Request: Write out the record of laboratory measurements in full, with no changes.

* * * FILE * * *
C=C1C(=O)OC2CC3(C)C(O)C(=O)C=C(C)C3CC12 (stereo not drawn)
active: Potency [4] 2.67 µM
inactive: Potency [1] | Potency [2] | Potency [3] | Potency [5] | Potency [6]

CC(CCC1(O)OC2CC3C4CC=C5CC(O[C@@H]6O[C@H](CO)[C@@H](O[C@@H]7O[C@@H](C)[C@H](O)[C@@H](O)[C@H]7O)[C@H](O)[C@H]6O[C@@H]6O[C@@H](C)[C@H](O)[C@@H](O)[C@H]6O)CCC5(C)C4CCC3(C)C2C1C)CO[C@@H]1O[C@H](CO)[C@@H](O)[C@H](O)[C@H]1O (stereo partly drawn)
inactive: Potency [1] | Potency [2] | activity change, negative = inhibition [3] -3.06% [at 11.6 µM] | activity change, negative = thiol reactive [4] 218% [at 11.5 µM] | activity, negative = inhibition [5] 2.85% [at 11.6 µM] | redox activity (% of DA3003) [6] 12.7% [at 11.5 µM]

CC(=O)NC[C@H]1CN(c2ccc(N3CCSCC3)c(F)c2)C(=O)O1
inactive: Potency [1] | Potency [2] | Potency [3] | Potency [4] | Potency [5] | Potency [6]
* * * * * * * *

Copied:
C=C1C(=O)OC2CC3(C)C(O)C(=O)C=C(C)C3CC12 (stereo not drawn)
active: Potency [4] 2.67 µM
inactive: Potency [1] | Potency [2] | Potency [3] | Potency [5] | Potency [6]

CC(CCC1(O)OC2CC3C4CC=C5CC(O[C@@H]6O[C@H](CO)[C@@H](O[C@@H]7O[C@@H](C)[C@H](O)[C@@H](O)[C@H]7O)[C@H](O)[C@H]6O[C@@H]6O[C@@H](C)[C@H](O)[C@@H](O)[C@H]6O)CCC5(C)C4CCC3(C)C2C1C)CO[C@@H]1O[C@H](CO)[C@@H](O)[C@H](O)[C@H]1O (stereo partly drawn)
inactive: Potency [1] | Potency [2] | activity change, negative = inhibition [3] -3.06% [at 11.6 µM] | activity change, negative = thiol reactive [4] 218% [at 11.5 µM] | activity, negative = inhibition [5] 2.85% [at 11.6 µM] | redox activity (% of DA3003) [6] 12.7% [at 11.5 µM]

CC(=O)NC[C@H]1CN(c2ccc(N3CCSCC3)c(F)c2)C(=O)O1
inactive: Potency [1] | Potency [2] | Potency [3] | Potency [4] | Potency [5] | Potency [6]